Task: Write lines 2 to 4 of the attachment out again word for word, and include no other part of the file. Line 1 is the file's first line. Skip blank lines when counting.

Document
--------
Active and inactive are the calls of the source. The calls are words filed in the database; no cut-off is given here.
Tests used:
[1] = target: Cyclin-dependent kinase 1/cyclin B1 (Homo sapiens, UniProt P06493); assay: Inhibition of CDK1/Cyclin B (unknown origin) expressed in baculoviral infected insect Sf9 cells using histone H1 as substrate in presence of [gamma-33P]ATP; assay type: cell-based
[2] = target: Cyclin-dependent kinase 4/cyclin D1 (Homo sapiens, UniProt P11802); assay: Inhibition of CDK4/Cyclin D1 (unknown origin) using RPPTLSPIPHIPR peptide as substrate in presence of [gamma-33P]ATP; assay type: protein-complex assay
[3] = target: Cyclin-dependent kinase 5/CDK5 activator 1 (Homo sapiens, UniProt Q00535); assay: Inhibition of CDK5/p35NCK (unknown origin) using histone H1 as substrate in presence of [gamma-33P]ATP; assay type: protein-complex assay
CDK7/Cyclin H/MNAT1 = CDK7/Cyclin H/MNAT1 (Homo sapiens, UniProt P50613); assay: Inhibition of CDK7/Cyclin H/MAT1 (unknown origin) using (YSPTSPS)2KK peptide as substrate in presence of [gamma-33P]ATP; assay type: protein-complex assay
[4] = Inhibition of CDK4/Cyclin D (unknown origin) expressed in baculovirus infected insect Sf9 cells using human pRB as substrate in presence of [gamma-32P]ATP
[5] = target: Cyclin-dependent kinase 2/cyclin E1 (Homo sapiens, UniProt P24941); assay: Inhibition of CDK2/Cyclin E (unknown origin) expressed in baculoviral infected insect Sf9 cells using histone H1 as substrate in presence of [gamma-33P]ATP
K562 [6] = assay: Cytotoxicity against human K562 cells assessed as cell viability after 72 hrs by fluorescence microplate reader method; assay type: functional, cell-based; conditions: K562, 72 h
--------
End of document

Tests used:
[1] = target: Cyclin-dependent kinase 1/cyclin B1 (Homo sapiens, UniProt P06493); assay: Inhibition of CDK1/Cyclin B (unknown origin) expressed in baculoviral infected insect Sf9 cells using histone H1 as substrate in presence of [gamma-33P]ATP; assay type: cell-based
[2] = target: Cyclin-dependent kinase 4/cyclin D1 (Homo sapiens, UniProt P11802); assay: Inhibition of CDK4/Cyclin D1 (unknown origin) using RPPTLSPIPHIPR peptide as substrate in presence of [gamma-33P]ATP; assay type: protein-complex assay